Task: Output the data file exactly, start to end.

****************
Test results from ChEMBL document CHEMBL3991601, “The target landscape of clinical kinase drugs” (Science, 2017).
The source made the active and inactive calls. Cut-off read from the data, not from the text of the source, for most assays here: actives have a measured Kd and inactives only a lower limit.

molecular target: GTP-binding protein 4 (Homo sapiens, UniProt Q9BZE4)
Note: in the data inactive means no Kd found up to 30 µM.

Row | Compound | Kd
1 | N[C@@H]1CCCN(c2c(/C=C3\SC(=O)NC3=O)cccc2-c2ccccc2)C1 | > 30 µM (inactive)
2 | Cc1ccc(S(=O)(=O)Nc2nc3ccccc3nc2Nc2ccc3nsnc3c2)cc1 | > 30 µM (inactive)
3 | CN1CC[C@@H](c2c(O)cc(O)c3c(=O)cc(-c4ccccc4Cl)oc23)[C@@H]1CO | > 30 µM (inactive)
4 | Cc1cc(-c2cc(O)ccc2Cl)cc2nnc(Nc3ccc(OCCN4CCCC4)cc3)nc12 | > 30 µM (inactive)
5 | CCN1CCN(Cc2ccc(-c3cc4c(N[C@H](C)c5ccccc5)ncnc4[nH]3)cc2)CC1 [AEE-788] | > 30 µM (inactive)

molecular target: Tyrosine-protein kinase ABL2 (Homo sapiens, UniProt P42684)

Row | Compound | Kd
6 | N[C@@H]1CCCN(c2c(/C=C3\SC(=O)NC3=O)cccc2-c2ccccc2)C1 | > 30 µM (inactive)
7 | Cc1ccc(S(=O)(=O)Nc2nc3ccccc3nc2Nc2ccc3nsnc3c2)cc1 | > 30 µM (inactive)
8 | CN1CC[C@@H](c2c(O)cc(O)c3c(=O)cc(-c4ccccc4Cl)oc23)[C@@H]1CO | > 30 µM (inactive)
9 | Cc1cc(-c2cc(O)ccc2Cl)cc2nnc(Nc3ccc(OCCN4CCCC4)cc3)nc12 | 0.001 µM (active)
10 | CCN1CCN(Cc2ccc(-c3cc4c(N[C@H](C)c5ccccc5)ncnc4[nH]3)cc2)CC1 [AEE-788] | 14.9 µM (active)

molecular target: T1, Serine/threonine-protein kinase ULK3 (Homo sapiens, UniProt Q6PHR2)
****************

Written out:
Test results from ChEMBL document CHEMBL3991601, “The target landscape of clinical kinase drugs” (Science, 2017).
The source made the active and inactive calls. Cut-off read from the data, not from the text of the source, for most assays here: actives have a measured Kd and inactives only a lower limit.

molecular target: GTP-binding protein 4 (Homo sapiens, UniProt Q9BZE4)
Note: in the data inactive means no Kd found up to 30 µM.

Row | Compound | Kd
1 | N[C@@H]1CCCN(c2c(/C=C3\SC(=O)NC3=O)cccc2-c2ccccc2)C1 | > 30 µM (inactive)
2 | Cc1ccc(S(=O)(=O)Nc2nc3ccccc3nc2Nc2ccc3nsnc3c2)cc1 | > 30 µM (inactive)
3 | CN1CC[C@@H](c2c(O)cc(O)c3c(=O)cc(-c4ccccc4Cl)oc23)[C@@H]1CO | > 30 µM (inactive)
4 | Cc1cc(-c2cc(O)ccc2Cl)cc2nnc(Nc3ccc(OCCN4CCCC4)cc3)nc12 | > 30 µM (inactive)
5 | CCN1CCN(Cc2ccc(-c3cc4c(N[C@H](C)c5ccccc5)ncnc4[nH]3)cc2)CC1 [AEE-788] | > 30 µM (inactive)

molecular target: Tyrosine-protein kinase ABL2 (Homo sapiens, UniProt P42684)

Row | Compound | Kd
6 | N[C@@H]1CCCN(c2c(/C=C3\SC(=O)NC3=O)cccc2-c2ccccc2)C1 | > 30 µM (inactive)
7 | Cc1ccc(S(=O)(=O)Nc2nc3ccccc3nc2Nc2ccc3nsnc3c2)cc1 | > 30 µM (inactive)
8 | CN1CC[C@@H](c2c(O)cc(O)c3c(=O)cc(-c4ccccc4Cl)oc23)[C@@H]1CO | > 30 µM (inactive)
9 | Cc1cc(-c2cc(O)ccc2Cl)cc2nnc(Nc3ccc(OCCN4CCCC4)cc3)nc12 | 0.001 µM (active)
10 | CCN1CCN(Cc2ccc(-c3cc4c(N[C@H](C)c5ccccc5)ncnc4[nH]3)cc2)CC1 [AEE-788] | 14.9 µM (active)

molecular target: T1, Serine/threonine-protein kinase ULK3 (Homo sapiens, UniProt Q6PHR2)